PEOPLE can learn more about Leicester’s Grade ll* listed Town Hall and the part it's played in the life of the city, through free guided tours that take place every month.
Led by a Blue Badge Guide, the tours take place at 2pm on the first Wednesday of every month. Each tour lasts about an hour and a half, and there is no need to book. Up to 40 people can take part in each tour.
Leicester Town Hall is one of the city’s most iconic buildings and is linked to many fascinating stories about the development of Leicester.
The expert guides who conduct the tours bring those stories to life, and give people the chance to learn more about the city's history, as well as the building.
Prior to its construction, Leicester was using the medieval Guildhall as its Town Hall, but by the 1870s this could not accommodate the needs of a rapidly growing industrial town.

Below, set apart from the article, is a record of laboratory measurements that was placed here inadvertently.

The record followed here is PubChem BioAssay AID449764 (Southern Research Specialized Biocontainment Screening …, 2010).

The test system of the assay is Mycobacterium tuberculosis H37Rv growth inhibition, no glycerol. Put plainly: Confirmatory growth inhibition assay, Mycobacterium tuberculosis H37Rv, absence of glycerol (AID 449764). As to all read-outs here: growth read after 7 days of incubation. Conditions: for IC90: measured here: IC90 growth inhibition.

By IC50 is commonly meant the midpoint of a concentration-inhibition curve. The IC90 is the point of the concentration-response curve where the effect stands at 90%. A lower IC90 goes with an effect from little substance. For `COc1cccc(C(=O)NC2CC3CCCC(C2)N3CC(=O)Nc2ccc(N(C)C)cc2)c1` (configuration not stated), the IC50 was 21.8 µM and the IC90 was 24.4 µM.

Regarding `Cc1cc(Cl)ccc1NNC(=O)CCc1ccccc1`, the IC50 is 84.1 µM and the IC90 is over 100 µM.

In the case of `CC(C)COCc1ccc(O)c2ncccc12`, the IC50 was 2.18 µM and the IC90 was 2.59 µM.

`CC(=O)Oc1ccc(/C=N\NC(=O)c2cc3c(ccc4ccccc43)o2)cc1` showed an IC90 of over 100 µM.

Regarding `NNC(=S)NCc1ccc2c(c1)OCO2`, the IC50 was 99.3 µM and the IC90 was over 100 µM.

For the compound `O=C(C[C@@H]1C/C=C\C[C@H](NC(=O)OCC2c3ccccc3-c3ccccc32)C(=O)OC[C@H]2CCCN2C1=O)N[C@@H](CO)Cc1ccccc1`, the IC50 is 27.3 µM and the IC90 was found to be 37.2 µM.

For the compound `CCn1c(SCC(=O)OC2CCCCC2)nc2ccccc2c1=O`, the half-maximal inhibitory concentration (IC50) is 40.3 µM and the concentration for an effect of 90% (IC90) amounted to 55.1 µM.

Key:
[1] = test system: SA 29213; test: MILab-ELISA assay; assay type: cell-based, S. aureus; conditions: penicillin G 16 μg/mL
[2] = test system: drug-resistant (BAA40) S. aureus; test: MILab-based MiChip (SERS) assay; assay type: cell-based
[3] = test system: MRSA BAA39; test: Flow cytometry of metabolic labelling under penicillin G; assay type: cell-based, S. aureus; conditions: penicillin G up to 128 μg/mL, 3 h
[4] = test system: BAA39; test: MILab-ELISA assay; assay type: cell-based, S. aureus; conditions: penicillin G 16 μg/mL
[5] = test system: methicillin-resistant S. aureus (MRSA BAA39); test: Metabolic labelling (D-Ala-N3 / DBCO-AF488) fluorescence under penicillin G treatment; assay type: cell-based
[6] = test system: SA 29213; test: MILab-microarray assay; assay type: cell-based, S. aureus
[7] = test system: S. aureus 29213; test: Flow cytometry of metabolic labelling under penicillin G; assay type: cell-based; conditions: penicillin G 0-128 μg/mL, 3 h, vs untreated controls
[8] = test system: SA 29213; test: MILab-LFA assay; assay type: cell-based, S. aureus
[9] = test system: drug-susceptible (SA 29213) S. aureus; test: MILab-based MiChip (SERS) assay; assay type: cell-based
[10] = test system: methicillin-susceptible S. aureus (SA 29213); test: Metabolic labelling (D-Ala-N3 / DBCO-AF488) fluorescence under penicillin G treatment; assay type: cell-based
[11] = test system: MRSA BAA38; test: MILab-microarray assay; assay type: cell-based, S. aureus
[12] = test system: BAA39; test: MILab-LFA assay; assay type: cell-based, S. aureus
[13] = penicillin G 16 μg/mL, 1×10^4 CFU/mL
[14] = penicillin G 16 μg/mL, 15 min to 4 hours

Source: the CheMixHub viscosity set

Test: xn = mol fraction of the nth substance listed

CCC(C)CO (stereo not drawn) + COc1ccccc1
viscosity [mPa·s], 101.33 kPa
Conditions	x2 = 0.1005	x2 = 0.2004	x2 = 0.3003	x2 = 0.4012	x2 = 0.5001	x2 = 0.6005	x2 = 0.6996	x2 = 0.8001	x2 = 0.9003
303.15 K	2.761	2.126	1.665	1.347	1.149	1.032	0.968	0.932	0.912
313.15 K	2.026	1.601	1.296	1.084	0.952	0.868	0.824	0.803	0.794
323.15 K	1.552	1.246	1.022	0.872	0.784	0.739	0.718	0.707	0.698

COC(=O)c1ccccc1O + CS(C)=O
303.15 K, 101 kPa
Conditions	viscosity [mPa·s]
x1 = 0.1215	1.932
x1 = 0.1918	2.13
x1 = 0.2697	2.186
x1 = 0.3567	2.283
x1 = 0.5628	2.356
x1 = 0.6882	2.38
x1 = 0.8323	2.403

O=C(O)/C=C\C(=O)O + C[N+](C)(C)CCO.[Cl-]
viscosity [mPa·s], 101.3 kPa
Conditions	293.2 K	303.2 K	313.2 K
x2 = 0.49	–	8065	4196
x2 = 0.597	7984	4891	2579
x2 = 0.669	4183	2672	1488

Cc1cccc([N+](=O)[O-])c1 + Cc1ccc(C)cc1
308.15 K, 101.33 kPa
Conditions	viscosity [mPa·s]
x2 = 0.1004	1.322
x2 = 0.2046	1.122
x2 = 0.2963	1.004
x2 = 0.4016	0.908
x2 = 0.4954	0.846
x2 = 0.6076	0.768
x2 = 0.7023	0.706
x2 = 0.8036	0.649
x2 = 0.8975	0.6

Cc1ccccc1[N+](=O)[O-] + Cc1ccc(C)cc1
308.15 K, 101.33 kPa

The old cattle market site was chosen as the location for a new building, and Leicester-born architect Frances J. Hames won a competition to design it with his Queen Anne-style proposal.
Construction started in 1875, and the new Town Hall housed the council offices, law courts, sanitary department, school board and 30 lamplighters. The borough police moved into the basement, and the fire brigade had a station behind the building.
Frances J. Hames also designed Town Hall Square with its fountain, which was a gift from Alderman Israel Hart, the first Jewish Mayor of Leicester.
Starting from the main reception at the front of the Town hall, the tours take in the court rooms, council chamber, tea-room and former jail cells.
More information about the history of Leicester and the Town Hall is on the Story of Leicester website